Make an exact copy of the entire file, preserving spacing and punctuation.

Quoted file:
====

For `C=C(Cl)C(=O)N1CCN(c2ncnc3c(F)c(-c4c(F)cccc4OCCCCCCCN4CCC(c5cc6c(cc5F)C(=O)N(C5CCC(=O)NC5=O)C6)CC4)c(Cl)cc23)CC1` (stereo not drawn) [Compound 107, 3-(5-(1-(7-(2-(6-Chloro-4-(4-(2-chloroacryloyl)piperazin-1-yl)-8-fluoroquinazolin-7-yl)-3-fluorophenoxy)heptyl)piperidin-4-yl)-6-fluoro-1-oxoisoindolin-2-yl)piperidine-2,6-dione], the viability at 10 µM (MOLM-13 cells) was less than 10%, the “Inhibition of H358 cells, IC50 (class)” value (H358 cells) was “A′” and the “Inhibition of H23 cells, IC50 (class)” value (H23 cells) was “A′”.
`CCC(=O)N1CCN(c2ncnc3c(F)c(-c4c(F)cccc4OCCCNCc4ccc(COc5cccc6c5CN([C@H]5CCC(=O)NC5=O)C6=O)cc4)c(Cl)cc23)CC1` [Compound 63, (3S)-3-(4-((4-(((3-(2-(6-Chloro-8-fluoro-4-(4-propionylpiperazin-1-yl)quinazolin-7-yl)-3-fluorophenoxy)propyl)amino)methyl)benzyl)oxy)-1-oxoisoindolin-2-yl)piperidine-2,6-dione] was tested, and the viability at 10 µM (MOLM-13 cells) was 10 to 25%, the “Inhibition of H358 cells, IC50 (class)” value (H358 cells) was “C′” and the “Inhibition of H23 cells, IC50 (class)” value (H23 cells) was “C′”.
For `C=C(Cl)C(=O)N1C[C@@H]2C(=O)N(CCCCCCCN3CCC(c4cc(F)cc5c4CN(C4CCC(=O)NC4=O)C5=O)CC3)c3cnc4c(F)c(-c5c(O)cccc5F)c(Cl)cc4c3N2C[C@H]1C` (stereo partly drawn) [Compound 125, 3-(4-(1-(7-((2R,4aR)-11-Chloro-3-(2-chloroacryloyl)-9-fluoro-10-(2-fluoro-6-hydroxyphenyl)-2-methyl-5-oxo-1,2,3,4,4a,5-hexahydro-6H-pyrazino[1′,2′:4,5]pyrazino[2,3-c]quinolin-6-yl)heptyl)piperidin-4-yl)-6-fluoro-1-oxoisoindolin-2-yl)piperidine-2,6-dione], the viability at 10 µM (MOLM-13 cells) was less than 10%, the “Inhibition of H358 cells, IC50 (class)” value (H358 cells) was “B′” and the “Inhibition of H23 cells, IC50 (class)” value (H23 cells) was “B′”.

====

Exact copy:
For `C=C(Cl)C(=O)N1CCN(c2ncnc3c(F)c(-c4c(F)cccc4OCCCCCCCN4CCC(c5cc6c(cc5F)C(=O)N(C5CCC(=O)NC5=O)C6)CC4)c(Cl)cc23)CC1` (stereo not drawn) [Compound 107, 3-(5-(1-(7-(2-(6-Chloro-4-(4-(2-chloroacryloyl)piperazin-1-yl)-8-fluoroquinazolin-7-yl)-3-fluorophenoxy)heptyl)piperidin-4-yl)-6-fluoro-1-oxoisoindolin-2-yl)piperidine-2,6-dione], the viability at 10 µM (MOLM-13 cells) was less than 10%, the “Inhibition of H358 cells, IC50 (class)” value (H358 cells) was “A′” and the “Inhibition of H23 cells, IC50 (class)” value (H23 cells) was “A′”.
`CCC(=O)N1CCN(c2ncnc3c(F)c(-c4c(F)cccc4OCCCNCc4ccc(COc5cccc6c5CN([C@H]5CCC(=O)NC5=O)C6=O)cc4)c(Cl)cc23)CC1` [Compound 63, (3S)-3-(4-((4-(((3-(2-(6-Chloro-8-fluoro-4-(4-propionylpiperazin-1-yl)quinazolin-7-yl)-3-fluorophenoxy)propyl)amino)methyl)benzyl)oxy)-1-oxoisoindolin-2-yl)piperidine-2,6-dione] was tested, and the viability at 10 µM (MOLM-13 cells) was 10 to 25%, the “Inhibition of H358 cells, IC50 (class)” value (H358 cells) was “C′” and the “Inhibition of H23 cells, IC50 (class)” value (H23 cells) was “C′”.
For `C=C(Cl)C(=O)N1C[C@@H]2C(=O)N(CCCCCCCN3CCC(c4cc(F)cc5c4CN(C4CCC(=O)NC4=O)C5=O)CC3)c3cnc4c(F)c(-c5c(O)cccc5F)c(Cl)cc4c3N2C[C@H]1C` (stereo partly drawn) [Compound 125, 3-(4-(1-(7-((2R,4aR)-11-Chloro-3-(2-chloroacryloyl)-9-fluoro-10-(2-fluoro-6-hydroxyphenyl)-2-methyl-5-oxo-1,2,3,4,4a,5-hexahydro-6H-pyrazino[1′,2′:4,5]pyrazino[2,3-c]quinolin-6-yl)heptyl)piperidin-4-yl)-6-fluoro-1-oxoisoindolin-2-yl)piperidine-2,6-dione], the viability at 10 µM (MOLM-13 cells) was less than 10%, the “Inhibition of H358 cells, IC50 (class)” value (H358 cells) was “B′” and the “Inhibition of H23 cells, IC50 (class)” value (H23 cells) was “B′”.